“Our goal is to maintain the family and protect the children.”

Nora Hamdi, an Algerian mother of two, said that she used either physical punishment or strong words to discipline her children, depending on the problem and her mood.

“When I am in a bad mood and tired and not in a mood to give advice when my daughter hits her little brother or both make a fault, I hit them. When I am in a good mood, I use advice by telling them do this and don’t do that, this is good and that is bad,” said the 42-year-old, who also punished her children by depriving them of something they love or telling them off.

Omar Al Shamsi, an Emirati father of two boys, said he preferred to talk to his children rather than physically discipline them. “I deprive them of something they love and when they do the mistake more than twice I use a loud voice to control them.”



Underage Marriage Bid Foiled In Pakistan

15 April, 2015

LAHORE: Police foiled an attempt to send off (Rukhsati) a six-year-old girl with her 22-year-old groom in Dubai Town near Thokar Niaz baig here on Sunday.

Sumaira was married to a man thrice of her age because the girl’s family was unable to repay a loan to the father of groom Khizer, Chuhng ASP Irfan Ali Samoon told Dawn while quoting girl’s aunt.

“The bride is a Class-I student while the groom is a labourer at a farmhouse in Green Acres, Nawab Town,” the ASP said adding that parents of the bride and the groom were among seven persons arrested for arranging the marriage.

A child rights activist had alerted the Nawab Town police about the marriage ceremony.

The ASP said that groom Khizer, his father Ijaz Husain, his mother, bride Sumaira, her father Abbas and stepmother and two other relatives were arrested.

The minor girl (bride) was later handed over to the Child Protection and Welfare Bureau.

He said that Sumaira was six-month-old when her mother had died and her father contracted the second marriage.

The families of the bride and the groom besides participants of the marriage belonged to a remote village of the Bahawalnagar district.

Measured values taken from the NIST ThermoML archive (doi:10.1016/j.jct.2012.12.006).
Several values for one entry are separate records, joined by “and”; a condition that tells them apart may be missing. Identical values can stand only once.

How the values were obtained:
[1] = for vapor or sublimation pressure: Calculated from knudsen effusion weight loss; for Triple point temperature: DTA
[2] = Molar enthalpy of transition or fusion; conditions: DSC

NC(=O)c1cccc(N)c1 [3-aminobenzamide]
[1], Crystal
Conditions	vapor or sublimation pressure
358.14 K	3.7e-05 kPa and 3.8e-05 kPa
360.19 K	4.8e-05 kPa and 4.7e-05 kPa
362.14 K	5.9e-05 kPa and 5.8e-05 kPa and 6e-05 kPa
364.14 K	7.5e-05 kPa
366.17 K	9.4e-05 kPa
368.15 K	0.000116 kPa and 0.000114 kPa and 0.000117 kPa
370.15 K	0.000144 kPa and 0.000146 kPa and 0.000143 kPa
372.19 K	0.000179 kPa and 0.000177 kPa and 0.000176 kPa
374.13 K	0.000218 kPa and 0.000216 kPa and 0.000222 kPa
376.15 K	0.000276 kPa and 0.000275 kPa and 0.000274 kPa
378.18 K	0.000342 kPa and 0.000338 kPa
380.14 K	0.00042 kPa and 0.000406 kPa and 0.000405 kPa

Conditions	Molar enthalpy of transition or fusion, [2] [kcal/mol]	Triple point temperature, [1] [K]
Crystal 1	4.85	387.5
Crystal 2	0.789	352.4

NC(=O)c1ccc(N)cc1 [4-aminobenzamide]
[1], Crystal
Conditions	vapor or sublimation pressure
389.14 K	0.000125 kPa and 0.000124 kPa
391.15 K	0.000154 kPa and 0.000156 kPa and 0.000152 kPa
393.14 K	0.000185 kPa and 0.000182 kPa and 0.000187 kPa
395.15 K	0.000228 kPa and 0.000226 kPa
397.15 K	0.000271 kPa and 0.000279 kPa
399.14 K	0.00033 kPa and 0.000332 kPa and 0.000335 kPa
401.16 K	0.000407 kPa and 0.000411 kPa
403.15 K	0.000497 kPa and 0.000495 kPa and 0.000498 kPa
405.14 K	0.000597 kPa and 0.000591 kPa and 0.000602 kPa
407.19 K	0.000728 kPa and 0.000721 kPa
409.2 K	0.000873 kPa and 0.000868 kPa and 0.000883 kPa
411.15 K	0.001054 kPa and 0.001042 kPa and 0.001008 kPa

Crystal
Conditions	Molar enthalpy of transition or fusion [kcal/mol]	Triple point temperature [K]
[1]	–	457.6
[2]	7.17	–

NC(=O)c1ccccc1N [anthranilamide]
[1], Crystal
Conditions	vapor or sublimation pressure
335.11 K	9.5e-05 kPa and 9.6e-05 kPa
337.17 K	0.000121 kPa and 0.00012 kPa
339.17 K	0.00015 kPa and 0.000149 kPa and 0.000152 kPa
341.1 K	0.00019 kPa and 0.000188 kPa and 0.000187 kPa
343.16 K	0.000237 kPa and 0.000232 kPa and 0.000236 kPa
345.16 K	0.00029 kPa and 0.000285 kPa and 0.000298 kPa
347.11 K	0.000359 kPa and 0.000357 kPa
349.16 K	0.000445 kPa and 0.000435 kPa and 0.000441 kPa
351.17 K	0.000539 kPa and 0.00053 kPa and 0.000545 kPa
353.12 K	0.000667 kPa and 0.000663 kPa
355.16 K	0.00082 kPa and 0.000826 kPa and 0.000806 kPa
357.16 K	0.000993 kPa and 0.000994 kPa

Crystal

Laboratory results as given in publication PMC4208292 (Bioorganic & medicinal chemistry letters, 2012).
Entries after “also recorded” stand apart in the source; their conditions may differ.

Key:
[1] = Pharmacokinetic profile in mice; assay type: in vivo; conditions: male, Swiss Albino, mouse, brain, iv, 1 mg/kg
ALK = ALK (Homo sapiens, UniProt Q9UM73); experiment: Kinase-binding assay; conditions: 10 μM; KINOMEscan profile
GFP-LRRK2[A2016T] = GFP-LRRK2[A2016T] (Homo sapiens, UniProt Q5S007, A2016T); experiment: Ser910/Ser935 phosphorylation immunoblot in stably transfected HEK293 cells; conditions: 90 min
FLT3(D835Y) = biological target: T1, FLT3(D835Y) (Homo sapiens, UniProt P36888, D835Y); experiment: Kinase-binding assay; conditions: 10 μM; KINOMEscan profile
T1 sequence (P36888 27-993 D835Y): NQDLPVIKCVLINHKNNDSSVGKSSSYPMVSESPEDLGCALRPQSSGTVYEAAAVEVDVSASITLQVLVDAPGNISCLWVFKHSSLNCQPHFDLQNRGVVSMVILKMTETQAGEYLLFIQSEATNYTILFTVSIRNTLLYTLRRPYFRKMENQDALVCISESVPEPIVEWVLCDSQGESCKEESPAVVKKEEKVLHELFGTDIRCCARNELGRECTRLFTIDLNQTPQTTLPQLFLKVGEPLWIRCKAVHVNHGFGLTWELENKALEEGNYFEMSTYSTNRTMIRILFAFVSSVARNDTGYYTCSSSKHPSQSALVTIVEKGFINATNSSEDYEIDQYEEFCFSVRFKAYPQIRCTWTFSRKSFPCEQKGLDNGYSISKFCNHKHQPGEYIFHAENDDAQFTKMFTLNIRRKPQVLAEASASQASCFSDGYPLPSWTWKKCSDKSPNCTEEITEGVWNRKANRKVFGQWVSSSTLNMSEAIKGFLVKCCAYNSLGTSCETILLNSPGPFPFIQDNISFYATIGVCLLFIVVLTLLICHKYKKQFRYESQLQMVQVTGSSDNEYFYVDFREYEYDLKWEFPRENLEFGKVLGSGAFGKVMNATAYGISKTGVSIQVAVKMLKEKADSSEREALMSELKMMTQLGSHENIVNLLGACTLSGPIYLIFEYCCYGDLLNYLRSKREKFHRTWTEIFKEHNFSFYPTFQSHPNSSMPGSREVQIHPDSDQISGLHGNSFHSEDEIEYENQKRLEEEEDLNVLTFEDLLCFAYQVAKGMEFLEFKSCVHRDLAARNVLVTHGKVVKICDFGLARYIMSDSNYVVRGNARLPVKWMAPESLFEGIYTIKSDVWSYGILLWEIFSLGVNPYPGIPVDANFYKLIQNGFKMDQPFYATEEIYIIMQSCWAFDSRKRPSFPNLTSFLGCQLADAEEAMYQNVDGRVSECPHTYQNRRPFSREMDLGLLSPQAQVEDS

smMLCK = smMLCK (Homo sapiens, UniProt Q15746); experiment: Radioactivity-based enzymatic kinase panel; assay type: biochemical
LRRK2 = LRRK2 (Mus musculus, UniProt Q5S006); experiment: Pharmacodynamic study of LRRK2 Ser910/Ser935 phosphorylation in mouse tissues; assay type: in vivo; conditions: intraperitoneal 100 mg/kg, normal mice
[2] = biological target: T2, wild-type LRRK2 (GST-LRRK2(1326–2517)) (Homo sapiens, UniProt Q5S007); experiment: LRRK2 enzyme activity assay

The ASP said that families of the minor girl and the youth had already completed rituals like Mehndi and solemnized Nikah while Rukhsati (sending off) was being held when the police intervened.

He said that dowry articles, including cloths and jewellery, besides food and catering items for Walima ceremony were also seized.

He said the minor girl was living with her aunt, but her father Abbas had taken her to Lahore about six months back to get her married with a person of his in-laws.

One of the participants told police that it was an exchange marriage.

Girl’s father Abbas had contracted second marriage with the aunt of the groom some three years back and had committed to marrying her daughter in his in-laws.

Police had registered a case against the suspects under the Child Marriage Restraint Act on the complaint of the Child Protection and Welfare Bureau.



Bangladesh Female Candidates Say Poll Symbols Show Gender Discrimination

15 April, 2015

Reserved councillor candidates of Dhaka north and south have complained of gender discrimination in allocating their election symbols for the upcoming city corporation polls.

The Election Commission has allocated 10 symbols for the reserved women councillor candidates; these are kettle, bird cage, tissue box, glass, betel leaf, glass bottle, radish, steel Almirah, grinding stone, and cane stool.

In a views-exchange meeting with the chief election commissioner yesterday, Shampa Basu, a candidate for ward 5 of Dhaka South City Corporation asked CEC Kazi Rakibuddin Ahmad why the EC chose these symbols.

“Is it not discriminatory?” she said.

“These symbols represent items generally used by women in household chores. But the female councillors will be public representatives. Allocation of such symbols means complete representation of the patriarchal mentality.

“This type of mentality should be changed,” Shampa said.

Candidate Masuma Khatun Munni of Dhaka north ward 4 on April 12 also questioned the symbol allocation procedure.

She asked the CEC: “Why have these types of symbols been allocated for the female candidates? Is it a way to keep women inside home?”

Many other female candidates supported Shampa and Munni by shouting at the views-exchange meeting, which took place on April 12-13.

The CEC, however, did not respond to the questions of the female councillor candidates although he answered the questions from the male candidates present at the meeting.



Unschooled Afghan Girl, Somaya Amiri, Is Now One of Canada’s Brightest Lights

15 April, 2015

From a miserable life to one of brightest lights of Canada; the story of a teenager Afghan girl who was unable to attend school due to fears of persecution by the Taliban militants but now she is among the 20 Canadian students sent to France to learn more about the First World War battle.

The 17-year-old Somaya Amiri went to Canada in October 2011 unable to speak English and having never attended school.

The decision by her family not to allow her to attend school was mainly due to fears that she could be attacked by the Taliban insurgents.

She is now visiting France to learn more about the First World War battle that saw the Canadian army push back the Germans over four blood-soaked days from April 9 to 12, 1917.